Have you ever had trouble with mixing and matching outfits in your closet? Like, have you ever been faced with asking yourself, can I get away with wearing this? Have you ever put together an outfit you thought was runway worthy, but to those around you it appeared that you were having a John Witherspoon moment? You know “you got to coordinate.” It’s okay; many people leave the crib everyday without fully checking themselves. However, there’s one man for sure who has never had these problems, and he goes by the name of Devin Tracy. Originally from Jacksonville, FL, Tracy is currently making his mark on the New York City music scene. On his latest EP, Good Afternoon, Tracy skillfully covers classic R&B hooks over mostly underground beats; he knows what to take, and what to leave behind. If there are any Hip-hop beat junkies reading this, Tracy vocally blends old school R&B verses on Afternoon like a lyrical version of Knxwledge.
The Jacksonville native laid the groundwork for this project on 2015’s Good Morning EP that featured beats by a group of mysterious producers: Sango, Aundra D.R.A. Brown, and Zac Biasi. The EP introduced listeners to Tracy’s mash-up skills on the last track titled: Use To Love The Worst. The track pairs the instrumental from Souls of Mischief’s 93‘Til Infinity with lyrics from Faith Evan’s You Used To Love Me. Tracy effortlessly solders the two classics together with his gentle tone, and smooth delivery. Half of Tracy’s work on Afternoon is devoted to showcasing his blending skills. On tracks such as Without Me X Without You, You’re Not Here, and What You Won’t Do For Love, the singer revamps lines from familiar love ballads.
Two of the most interesting presentations out of the three are You’re Not Here, and What You Won’t Do For Love. On the former, the soul expert expresses his desire for a drifting lover by pulling the hook from Lloyd’s 2007 hit I Want You, and his delivery is something both Lloyd and Spandau should be proud of. He further expresses his love by transitioning from Lloyd to Mary J. Blige by adopting her interpretation of the Stylistics’ You Are Everything. All of this is happening on a bomb beat by a not too familiar producer named Z. On the latter, Tracy borrows the Pharcyde’s Folky melody from the Hip-hop classic hit Runnin’, and throws some of Bobby Caldwell’s sentiments on top for a memorable closer to the EP.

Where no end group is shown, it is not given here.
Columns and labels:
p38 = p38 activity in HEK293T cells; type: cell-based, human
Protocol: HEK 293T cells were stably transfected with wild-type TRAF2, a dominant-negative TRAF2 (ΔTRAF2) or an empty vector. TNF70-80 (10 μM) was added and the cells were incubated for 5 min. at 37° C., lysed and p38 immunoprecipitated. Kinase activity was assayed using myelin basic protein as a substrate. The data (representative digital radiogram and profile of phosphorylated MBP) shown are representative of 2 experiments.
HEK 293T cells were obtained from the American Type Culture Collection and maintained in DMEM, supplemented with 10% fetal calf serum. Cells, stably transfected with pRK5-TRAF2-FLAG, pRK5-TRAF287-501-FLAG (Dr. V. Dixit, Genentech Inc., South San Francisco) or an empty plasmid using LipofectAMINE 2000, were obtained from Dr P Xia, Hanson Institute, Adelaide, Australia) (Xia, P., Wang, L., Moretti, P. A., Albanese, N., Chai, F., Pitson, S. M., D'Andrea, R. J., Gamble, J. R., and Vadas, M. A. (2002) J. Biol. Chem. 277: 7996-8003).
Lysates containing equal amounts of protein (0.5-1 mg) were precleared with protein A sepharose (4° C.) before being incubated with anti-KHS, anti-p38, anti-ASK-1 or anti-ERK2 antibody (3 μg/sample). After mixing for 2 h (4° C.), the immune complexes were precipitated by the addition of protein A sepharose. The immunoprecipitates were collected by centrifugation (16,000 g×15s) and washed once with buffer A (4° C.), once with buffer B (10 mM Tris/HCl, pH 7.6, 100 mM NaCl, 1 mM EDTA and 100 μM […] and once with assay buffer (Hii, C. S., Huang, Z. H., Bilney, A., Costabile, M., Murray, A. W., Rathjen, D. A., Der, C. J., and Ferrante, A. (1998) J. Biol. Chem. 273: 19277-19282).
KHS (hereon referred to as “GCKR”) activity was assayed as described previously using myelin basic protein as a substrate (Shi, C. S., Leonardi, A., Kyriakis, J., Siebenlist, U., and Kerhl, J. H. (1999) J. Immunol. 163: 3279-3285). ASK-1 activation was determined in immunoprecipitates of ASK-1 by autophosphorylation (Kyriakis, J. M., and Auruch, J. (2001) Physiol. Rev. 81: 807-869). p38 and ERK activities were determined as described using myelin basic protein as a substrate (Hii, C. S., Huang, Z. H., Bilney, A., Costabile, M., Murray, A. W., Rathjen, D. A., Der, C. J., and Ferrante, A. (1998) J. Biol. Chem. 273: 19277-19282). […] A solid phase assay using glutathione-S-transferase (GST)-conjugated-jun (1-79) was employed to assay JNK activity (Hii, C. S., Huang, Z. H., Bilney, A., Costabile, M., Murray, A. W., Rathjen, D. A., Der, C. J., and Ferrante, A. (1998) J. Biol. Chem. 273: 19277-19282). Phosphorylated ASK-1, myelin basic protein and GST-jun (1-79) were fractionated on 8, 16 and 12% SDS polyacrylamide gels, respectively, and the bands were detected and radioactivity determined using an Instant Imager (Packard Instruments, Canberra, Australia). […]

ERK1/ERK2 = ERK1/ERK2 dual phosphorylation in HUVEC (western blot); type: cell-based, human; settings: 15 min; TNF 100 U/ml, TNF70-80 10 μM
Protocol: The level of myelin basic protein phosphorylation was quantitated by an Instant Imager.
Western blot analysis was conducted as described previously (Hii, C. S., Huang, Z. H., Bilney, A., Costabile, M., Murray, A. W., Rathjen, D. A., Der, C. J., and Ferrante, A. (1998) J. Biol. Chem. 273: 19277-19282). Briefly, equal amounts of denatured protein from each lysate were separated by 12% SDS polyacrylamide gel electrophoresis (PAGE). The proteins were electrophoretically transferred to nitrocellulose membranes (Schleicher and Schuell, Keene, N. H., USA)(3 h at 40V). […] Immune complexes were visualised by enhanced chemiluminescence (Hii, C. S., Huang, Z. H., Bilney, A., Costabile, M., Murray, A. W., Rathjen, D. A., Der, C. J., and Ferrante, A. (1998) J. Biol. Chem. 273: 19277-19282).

The meshing that occurs on this musical gem feels like a mad scientist is at work the way parts and pieces of songs are pulled together. The out come, however, is a listening pleasure and not a monster. To better grasp the experience, imagine the opening sequence to Robot Chicken, but without all the gore. Also remove the mad scientist and the chicken, and replace them with Tracy in the middle of some experiment. Picture some crazy procedure where Lloyd’s head is placed on the body of MJB, and Bobby Caldwell is transformed into the fifth member of the Pharcyde. Okay, all of that may seem strange, but maybe not completely far-fetched to those who have already listened to the project.
Followers of the twenty-something’s work up until this point also get to experience a more evolved and mature artist with this release. This time around the vocalist trades his ponytail for a full beard and a pair of readers. The boyish charm that at times may remind listening audiences of a young Tevin Campbell when he delivers melodies is still there. Overall, this project is something you’ll find yourself replaying, and it’ll have you wanting more. In 2016 will we get a Good Evening EP from the young Tracy? Will we get an official debut? Find him on SoundCloud, and Instagram @devintracy.
By: Will Eady